More than 80 per cent of typo-squatted domain names associated with holiday shopping receive significant levels of traffic and contain phishing scams, malware, or pay-per-click advertising, according to a recent study of top internet retailers.
The study, conducted by FairWinds Partners, analyzed thousands of typo domain names related to 50 of the top brands included on Internet Retailer’s Top 500 companies list.
“Traffic measurements show that people are still visiting typo-variations of brand name Web sites in significant numbers, despite the growing popularity of mobile apps and search engines for online navigation. And many of these people are at risk of becoming victims of identity theft or having their computers damaged by malware as a result of these sites,” explained Joshua S. Bourne, domain name expert at FairWinds and author of the study.
Consumers should pay extra attention to online scams around the holidays, the Better Business Bureau recently advised, and the internet shopping frenzy officially begins on November 28, a.k.a. “Cyber Monday.”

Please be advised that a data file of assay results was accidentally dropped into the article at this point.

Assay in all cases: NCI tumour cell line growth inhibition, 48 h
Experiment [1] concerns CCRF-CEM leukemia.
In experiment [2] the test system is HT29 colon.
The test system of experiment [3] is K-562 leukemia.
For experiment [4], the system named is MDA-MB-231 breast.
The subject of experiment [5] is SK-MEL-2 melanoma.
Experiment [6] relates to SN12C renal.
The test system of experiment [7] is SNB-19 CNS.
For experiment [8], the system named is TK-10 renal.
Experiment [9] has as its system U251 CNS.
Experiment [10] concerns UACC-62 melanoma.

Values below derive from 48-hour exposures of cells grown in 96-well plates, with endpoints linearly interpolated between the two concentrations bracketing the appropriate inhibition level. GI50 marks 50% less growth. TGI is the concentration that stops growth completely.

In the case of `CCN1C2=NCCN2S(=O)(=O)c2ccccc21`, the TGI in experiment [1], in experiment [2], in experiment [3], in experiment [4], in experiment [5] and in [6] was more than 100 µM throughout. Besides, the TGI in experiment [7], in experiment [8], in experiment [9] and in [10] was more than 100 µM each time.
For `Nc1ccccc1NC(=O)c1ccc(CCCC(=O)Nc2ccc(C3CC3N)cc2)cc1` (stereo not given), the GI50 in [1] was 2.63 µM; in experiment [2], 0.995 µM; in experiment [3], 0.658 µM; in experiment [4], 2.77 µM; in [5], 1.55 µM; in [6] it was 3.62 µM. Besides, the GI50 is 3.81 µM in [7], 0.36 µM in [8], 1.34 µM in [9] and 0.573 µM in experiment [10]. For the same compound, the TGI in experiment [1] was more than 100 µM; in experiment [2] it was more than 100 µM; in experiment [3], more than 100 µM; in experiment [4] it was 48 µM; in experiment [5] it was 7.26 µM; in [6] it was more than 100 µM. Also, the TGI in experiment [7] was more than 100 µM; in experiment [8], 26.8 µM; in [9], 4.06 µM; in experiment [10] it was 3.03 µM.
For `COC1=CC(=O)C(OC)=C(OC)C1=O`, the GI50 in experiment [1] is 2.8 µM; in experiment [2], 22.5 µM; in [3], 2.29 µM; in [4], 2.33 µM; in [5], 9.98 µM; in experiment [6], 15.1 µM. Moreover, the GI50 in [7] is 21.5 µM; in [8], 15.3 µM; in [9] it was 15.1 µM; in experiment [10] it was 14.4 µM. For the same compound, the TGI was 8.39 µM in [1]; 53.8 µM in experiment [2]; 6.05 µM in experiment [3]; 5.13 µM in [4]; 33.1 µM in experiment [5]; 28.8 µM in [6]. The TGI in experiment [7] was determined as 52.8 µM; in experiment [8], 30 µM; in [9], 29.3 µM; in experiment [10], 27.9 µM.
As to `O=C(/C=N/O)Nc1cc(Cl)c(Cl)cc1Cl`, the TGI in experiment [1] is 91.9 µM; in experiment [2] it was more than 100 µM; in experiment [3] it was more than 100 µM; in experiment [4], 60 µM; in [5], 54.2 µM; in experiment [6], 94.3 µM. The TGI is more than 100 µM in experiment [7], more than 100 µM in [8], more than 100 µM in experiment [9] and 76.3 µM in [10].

One example associated with typo-squatted domain names is barnesandnobles.com. The actual Web site name is without the “S” at the end. Or you can type in bn.com.
As of the date of this release, this third-party owned domain name is serving up rotating malicious content, including pages claiming to have locked users’ files and demanding payment to release them or inviting users to click to download the latest Adobe Flash Player. Instead of receiving the promised download, the visitor’s device is compromised.
People aren’t the only victims of this type of cyber-squatting. In addition to harming customers and damaging brand reputation, pay-per-click advertising represents lost business opportunities as visitors are diverted to other websites.
Bourne recommends that companies protect consumers, their brands, and their profits by taking immediate action against typo domain names with the most malicious content, such as malware and phishing scams. For domain names owned by third parties that do not contain malicious content, but undermine the brand by diverting visitors to a competitor or driving up customer acquisition cost, Bourne recommends carefully targeting a more limited and objectively quantified set of domains to acquire.